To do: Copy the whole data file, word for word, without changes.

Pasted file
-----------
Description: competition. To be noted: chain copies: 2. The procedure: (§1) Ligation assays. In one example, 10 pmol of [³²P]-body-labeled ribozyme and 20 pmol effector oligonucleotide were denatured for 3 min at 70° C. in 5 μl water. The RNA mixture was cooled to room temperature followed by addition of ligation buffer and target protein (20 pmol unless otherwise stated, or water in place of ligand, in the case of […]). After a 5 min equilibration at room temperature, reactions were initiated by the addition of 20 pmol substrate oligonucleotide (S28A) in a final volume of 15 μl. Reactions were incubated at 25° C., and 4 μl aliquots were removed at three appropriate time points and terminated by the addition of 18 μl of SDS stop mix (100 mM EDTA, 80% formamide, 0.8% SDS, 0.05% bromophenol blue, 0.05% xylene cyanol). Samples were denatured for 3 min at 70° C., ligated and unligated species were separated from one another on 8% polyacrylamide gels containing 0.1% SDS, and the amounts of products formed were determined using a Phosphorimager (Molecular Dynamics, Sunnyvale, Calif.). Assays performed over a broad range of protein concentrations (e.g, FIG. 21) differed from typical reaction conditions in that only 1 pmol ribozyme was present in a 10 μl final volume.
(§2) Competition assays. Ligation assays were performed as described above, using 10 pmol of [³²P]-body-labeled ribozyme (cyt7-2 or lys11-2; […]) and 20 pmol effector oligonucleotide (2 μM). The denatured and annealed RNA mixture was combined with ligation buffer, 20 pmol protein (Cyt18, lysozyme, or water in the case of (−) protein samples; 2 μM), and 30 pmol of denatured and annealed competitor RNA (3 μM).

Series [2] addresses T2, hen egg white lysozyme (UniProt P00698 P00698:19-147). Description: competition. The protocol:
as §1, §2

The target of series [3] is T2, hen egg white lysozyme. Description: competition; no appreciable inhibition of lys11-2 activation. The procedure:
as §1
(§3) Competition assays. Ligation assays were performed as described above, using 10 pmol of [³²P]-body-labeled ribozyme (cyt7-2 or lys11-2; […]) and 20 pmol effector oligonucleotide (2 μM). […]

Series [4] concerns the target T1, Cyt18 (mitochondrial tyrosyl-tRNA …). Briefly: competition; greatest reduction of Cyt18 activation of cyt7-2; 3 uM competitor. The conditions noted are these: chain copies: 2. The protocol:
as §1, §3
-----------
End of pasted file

Description: competition. To be noted: chain copies: 2. The procedure: (§1) Ligation assays. In one example, 10 pmol of [³²P]-body-labeled ribozyme and 20 pmol effector oligonucleotide were denatured for 3 min at 70° C. in 5 μl water. The RNA mixture was cooled to room temperature followed by addition of ligation buffer and target protein (20 pmol unless otherwise stated, or water in place of ligand, in the case of […]). After a 5 min equilibration at room temperature, reactions were initiated by the addition of 20 pmol substrate oligonucleotide (S28A) in a final volume of 15 μl. Reactions were incubated at 25° C., and 4 μl aliquots were removed at three appropriate time points and terminated by the addition of 18 μl of SDS stop mix (100 mM EDTA, 80% formamide, 0.8% SDS, 0.05% bromophenol blue, 0.05% xylene cyanol). Samples were denatured for 3 min at 70° C., ligated and unligated species were separated from one another on 8% polyacrylamide gels containing 0.1% SDS, and the amounts of products formed were determined using a Phosphorimager (Molecular Dynamics, Sunnyvale, Calif.). Assays performed over a broad range of protein concentrations (e.g, FIG. 21) differed from typical reaction conditions in that only 1 pmol ribozyme was present in a 10 μl final volume.
(§2) Competition assays. Ligation assays were performed as described above, using 10 pmol of [³²P]-body-labeled ribozyme (cyt7-2 or lys11-2; […]) and 20 pmol effector oligonucleotide (2 μM). The denatured and annealed RNA mixture was combined with ligation buffer, 20 pmol protein (Cyt18, lysozyme, or water in the case of (−) protein samples; 2 μM), and 30 pmol of denatured and annealed competitor RNA (3 μM).

Series [2] addresses T2, hen egg white lysozyme (UniProt P00698 P00698:19-147). Description: competition. The protocol:
as §1, §2

The target of series [3] is T2, hen egg white lysozyme. Description: competition; no appreciable inhibition of lys11-2 activation. The procedure:
as §1
(§3) Competition assays. Ligation assays were performed as described above, using 10 pmol of [³²P]-body-labeled ribozyme (cyt7-2 or lys11-2; […]) and 20 pmol effector oligonucleotide (2 μM). […]

Series [4] concerns the target T1, Cyt18 (mitochondrial tyrosyl-tRNA …). Briefly: competition; greatest reduction of Cyt18 activation of cyt7-2; 3 uM competitor. The conditions noted are these: chain copies: 2. The protocol:
as §1, §3